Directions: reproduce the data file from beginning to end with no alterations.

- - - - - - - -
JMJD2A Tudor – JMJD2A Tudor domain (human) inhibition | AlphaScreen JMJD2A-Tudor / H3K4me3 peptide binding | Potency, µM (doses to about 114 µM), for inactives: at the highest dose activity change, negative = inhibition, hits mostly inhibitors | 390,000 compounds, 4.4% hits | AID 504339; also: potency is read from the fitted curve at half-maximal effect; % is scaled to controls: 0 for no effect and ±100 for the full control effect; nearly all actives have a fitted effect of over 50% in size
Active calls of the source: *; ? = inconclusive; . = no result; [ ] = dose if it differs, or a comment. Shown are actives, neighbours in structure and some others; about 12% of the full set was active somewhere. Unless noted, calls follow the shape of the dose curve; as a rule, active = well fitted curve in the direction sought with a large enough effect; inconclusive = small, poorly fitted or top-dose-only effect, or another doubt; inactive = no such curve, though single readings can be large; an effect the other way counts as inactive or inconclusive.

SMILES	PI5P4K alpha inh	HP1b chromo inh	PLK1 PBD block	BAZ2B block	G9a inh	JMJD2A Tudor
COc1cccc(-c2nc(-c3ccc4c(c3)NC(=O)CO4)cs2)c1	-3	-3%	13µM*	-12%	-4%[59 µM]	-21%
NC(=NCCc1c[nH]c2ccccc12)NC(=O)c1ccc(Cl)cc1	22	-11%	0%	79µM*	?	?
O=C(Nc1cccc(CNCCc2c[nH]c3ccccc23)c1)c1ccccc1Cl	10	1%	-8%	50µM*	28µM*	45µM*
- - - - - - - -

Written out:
JMJD2A Tudor – JMJD2A Tudor domain (human) inhibition | AlphaScreen JMJD2A-Tudor / H3K4me3 peptide binding | Potency, µM (doses to about 114 µM), for inactives: at the highest dose activity change, negative = inhibition, hits mostly inhibitors | 390,000 compounds, 4.4% hits | AID 504339; also: potency is read from the fitted curve at half-maximal effect; % is scaled to controls: 0 for no effect and ±100 for the full control effect; nearly all actives have a fitted effect of over 50% in size
Active calls of the source: *; ? = inconclusive; . = no result; [ ] = dose if it differs, or a comment. Shown are actives, neighbours in structure and some others; about 12% of the full set was active somewhere. Unless noted, calls follow the shape of the dose curve; as a rule, active = well fitted curve in the direction sought with a large enough effect; inconclusive = small, poorly fitted or top-dose-only effect, or another doubt; inactive = no such curve, though single readings can be large; an effect the other way counts as inactive or inconclusive.

SMILES	PI5P4K alpha inh	HP1b chromo inh	PLK1 PBD block	BAZ2B block	G9a inh	JMJD2A Tudor
COc1cccc(-c2nc(-c3ccc4c(c3)NC(=O)CO4)cs2)c1	-3	-3%	13µM*	-12%	-4%[59 µM]	-21%
NC(=NCCc1c[nH]c2ccccc12)NC(=O)c1ccc(Cl)cc1	22	-11%	0%	79µM*	?	?
O=C(Nc1cccc(CNCCc2c[nH]c3ccccc23)c1)c1ccccc1Cl	10	1%	-8%	50µM*	28µM*	45µM*